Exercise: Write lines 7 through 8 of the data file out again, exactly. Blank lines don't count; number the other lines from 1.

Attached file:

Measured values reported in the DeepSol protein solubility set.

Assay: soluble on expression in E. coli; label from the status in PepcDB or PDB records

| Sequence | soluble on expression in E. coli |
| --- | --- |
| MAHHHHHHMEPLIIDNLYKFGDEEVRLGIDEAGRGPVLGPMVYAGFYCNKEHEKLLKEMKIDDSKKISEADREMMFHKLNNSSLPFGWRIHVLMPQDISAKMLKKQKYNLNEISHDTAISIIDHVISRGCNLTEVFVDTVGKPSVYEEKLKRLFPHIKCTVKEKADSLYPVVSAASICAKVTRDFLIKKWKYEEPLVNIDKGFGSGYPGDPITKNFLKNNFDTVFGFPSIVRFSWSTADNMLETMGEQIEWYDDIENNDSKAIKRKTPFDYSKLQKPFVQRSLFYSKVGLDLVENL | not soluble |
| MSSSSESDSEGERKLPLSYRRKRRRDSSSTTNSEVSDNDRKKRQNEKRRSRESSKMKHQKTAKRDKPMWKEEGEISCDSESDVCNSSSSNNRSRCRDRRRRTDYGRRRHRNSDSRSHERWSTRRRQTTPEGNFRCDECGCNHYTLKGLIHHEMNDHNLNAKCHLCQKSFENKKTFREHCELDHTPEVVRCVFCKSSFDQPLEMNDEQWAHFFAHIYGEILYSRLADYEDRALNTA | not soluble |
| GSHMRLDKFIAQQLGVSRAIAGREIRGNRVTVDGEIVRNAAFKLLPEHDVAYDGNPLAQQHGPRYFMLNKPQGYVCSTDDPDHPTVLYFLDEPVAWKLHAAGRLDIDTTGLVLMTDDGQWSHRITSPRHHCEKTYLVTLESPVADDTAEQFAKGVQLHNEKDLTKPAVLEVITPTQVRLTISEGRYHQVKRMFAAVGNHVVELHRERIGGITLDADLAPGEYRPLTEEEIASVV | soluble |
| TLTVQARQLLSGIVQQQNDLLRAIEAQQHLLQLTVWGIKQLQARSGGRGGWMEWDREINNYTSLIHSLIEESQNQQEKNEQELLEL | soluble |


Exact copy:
| GSHMRLDKFIAQQLGVSRAIAGREIRGNRVTVDGEIVRNAAFKLLPEHDVAYDGNPLAQQHGPRYFMLNKPQGYVCSTDDPDHPTVLYFLDEPVAWKLHAAGRLDIDTTGLVLMTDDGQWSHRITSPRHHCEKTYLVTLESPVADDTAEQFAKGVQLHNEKDLTKPAVLEVITPTQVRLTISEGRYHQVKRMFAAVGNHVVELHRERIGGITLDADLAPGEYRPLTEEEIASVV | soluble |
| TLTVQARQLLSGIVQQQNDLLRAIEAQQHLLQLTVWGIKQLQARSGGRGGWMEWDREINNYTSLIHSLIEESQNQQEKNEQELLEL | soluble |